"The obvious concern was that minor complaints might be upheld whilst more serious complaints would be whitewashed."

This again matched my own fears, which eventually turned out to be well founded. Both in my 1997 and 2002 complaints about serious maladministration were overlooked whilst only complaints about minor maladministration were upheld.

"I found the LGO’s dismissal of such obvious corruption very disconcerting and already I began to worry about their impartiality."

I too found the LGO's dismissal of obvious corruption very disconcerting and have always doubted their impartiality.

"The council had written to the LGO with a muck raking summary of myself."

Again, in my case, the council told the LGO blatant lies but on no occasion did the LGO castigate the council for doing so, even though I presented evidence of their lies. As one example but there are many more, during 2002 a council officer lied to an assistant ombudsman, as a result of that lie the LGO refused to investigate my complaint. During 2006 I managed to persuade the LGO to comeback on my complaint based on the fact that a council officer had misled them by lying. They eventually found the council guilty of maladministration for the delay but failed to castigate the council or the officer for misleading the assistant ombudsman in 2002 whose lie caused the delay in the first place.

"She told me that I did have a serious complaint."

I was also told I had a serious complaint in the beginning but during the process they manipulated every complaint but the most trivial until they found in favour of the council.

"Indeed I was criticised by another investigator"

I was also criticised by an investigator in a very unprofessional manner all because of a short delay in one of my responses due to long term heath issues. (I am diabetic and have suffered from high blood pressure for nearly 40 years.)

"I find dealing out these paltry amounts of money for very corrupt services is insulting. It achieves nothing."

After two complaints to the LGO spread over 11 years with two findings of maladministration all I have received is a total of £1000 which would not even pay for the stationery and postage involved in my attempts to obtain justice.

"None of the workers in the complaints process are investigated and the independent investigators can continue to whitewash complaints."

I have since proven through Freedom of information requests and experience that council officers can and do lie to the LGO with impunity. An assistant ombudsman is on record stating that the Ombudsman prefers to investigate complaints about a council rather than individual council officers, even though council maladministration can only be caused by council officers. In many cases this allows the council officers who caused the maladministration in the first place to pervert the course of justice and stop it being identified as such by the Ombudsman.

"People on the internet seemed to have the same struggles as myself."

I also found people on the internet had the same struggles as myself.

"Another person at the LGO office said I could put in a complaint about the way the LGO had handled my complaint,"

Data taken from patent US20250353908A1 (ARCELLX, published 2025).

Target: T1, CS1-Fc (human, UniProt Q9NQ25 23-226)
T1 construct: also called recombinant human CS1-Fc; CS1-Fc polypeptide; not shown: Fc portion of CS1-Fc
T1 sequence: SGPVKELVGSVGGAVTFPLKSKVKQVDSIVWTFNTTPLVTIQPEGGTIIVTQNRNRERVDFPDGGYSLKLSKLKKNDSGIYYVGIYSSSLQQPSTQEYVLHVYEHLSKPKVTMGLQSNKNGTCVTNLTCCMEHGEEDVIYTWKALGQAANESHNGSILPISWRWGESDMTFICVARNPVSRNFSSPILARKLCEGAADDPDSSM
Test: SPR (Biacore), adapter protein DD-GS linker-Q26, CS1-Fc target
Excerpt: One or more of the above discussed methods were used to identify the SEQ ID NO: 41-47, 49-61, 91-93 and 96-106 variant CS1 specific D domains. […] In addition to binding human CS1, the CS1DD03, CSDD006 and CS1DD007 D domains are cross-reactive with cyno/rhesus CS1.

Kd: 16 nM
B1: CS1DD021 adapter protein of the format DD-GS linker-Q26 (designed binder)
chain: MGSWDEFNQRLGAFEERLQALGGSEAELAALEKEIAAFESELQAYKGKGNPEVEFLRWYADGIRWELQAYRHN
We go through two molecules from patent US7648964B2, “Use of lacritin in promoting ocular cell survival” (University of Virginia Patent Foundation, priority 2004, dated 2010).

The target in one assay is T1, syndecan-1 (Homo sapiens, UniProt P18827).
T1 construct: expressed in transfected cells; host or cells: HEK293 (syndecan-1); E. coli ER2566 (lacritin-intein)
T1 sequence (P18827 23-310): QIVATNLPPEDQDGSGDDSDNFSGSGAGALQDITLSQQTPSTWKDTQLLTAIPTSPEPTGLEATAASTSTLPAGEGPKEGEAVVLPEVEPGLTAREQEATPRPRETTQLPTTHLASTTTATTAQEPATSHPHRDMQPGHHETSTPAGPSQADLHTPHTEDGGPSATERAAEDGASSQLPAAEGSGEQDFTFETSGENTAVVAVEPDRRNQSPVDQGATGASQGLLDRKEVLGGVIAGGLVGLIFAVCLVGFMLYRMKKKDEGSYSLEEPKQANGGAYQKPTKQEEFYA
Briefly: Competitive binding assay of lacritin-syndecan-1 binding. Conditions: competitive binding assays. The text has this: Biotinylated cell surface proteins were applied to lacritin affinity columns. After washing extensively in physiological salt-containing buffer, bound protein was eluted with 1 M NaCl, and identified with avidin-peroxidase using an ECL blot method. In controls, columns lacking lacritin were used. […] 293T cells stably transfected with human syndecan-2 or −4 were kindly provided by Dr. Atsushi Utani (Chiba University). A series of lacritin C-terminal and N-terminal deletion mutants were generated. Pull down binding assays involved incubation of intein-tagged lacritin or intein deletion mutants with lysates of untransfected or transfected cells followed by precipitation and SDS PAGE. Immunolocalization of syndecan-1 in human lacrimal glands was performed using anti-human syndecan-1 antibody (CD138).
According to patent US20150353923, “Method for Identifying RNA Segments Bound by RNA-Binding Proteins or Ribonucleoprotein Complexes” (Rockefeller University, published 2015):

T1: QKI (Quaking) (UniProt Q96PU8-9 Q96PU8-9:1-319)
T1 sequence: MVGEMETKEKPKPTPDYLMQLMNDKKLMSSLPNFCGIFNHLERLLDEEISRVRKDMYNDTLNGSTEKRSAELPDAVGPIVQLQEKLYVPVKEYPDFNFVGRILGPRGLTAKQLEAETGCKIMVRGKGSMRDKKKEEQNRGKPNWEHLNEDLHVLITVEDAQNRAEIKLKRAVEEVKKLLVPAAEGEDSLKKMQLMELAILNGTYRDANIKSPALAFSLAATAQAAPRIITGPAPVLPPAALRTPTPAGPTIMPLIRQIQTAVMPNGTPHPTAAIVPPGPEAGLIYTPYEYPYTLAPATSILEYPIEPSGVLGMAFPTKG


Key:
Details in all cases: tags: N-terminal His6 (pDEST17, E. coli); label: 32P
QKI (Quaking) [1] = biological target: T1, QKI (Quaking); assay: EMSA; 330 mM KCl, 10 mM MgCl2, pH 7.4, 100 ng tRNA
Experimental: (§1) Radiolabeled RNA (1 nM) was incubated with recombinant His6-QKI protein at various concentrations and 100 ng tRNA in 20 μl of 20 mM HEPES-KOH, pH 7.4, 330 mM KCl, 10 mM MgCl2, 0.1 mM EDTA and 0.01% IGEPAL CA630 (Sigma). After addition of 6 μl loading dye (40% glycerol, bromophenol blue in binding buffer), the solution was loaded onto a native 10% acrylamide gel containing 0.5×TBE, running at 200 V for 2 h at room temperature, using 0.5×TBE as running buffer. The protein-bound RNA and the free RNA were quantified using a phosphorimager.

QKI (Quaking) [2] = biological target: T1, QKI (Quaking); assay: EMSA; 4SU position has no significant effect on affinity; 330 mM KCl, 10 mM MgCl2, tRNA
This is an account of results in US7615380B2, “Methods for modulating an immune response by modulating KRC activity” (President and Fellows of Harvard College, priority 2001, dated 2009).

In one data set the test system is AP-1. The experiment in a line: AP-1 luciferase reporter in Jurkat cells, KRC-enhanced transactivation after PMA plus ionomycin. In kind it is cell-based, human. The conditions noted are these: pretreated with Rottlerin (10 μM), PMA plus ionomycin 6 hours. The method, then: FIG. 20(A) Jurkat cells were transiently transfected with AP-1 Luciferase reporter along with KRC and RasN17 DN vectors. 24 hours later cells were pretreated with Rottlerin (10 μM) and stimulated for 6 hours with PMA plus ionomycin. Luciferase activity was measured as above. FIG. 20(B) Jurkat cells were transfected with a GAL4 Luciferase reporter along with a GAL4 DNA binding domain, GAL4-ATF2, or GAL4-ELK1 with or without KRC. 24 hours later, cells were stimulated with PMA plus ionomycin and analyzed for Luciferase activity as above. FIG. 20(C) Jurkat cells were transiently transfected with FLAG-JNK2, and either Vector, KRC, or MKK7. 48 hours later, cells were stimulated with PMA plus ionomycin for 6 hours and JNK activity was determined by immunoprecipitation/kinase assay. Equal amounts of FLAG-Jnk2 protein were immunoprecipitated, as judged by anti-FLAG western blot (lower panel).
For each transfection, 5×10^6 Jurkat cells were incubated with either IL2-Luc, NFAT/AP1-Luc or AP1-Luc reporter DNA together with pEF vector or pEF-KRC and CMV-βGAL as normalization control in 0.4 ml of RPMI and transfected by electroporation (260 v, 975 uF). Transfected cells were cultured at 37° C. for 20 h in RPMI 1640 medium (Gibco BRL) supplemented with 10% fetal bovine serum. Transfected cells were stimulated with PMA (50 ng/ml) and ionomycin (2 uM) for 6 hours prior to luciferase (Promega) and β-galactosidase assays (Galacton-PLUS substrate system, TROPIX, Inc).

I also submitted an internal complaint about the way my complaint had been handled by the LGO and found the whole process more biased and corrupt than anything else I had faced. All the Deputy Ombudsman did was agree with their own staff even though in doing so they had to use fallacious argument to defend the indefensible making themselves look like idiots at the same time.

"He then said that main social worker did not work at the council any more."

I was also told that one of the officers involved with my complaint no longer worked for the council but later found that this was a lie. When I investigated myself I found he still worked for the council. They argued that he had just been rehired. Which was yet another lie because he had never left the council all they had done is transfer him to another department.

"But the LGO said they were satisfied with the councils actions."

Following the finding of maladministration into my first complaint the council did not comply with the Ombudsman's recommendations. However, in full knowledge of that fact, instead of issuing a second report, the Ombudsman just stated that she was satisfied with the council's actions and closed the case.

Some 5 years later this none compliance led to my second complaint which interestingly highlights a devious tactic used by the LGO. Instead of recording none compliance with their recommendations they just write to the complainant stating that they are satisfied with the council's actions (even if the council have not complied with their recommendations) and close the case. Leaving the complainant with no alternative but to submit a second complaint about none compliance some years later. This allows the LGO to brag about their high compliance rates even though the reality of the situation is quite different. It also alows the LGO to deviously multiple count complaints to further enhance their statistics.

What the new blogger illustrates is that the LGO still use the same devious tricks to pull the wool over people's eyes, manipulate statistics and bury serious complaints of maladministration for the friends and ex colleagues in local authorities.

With one negative story the LGO will tremble with a hundred negative stories the LGO will collapse.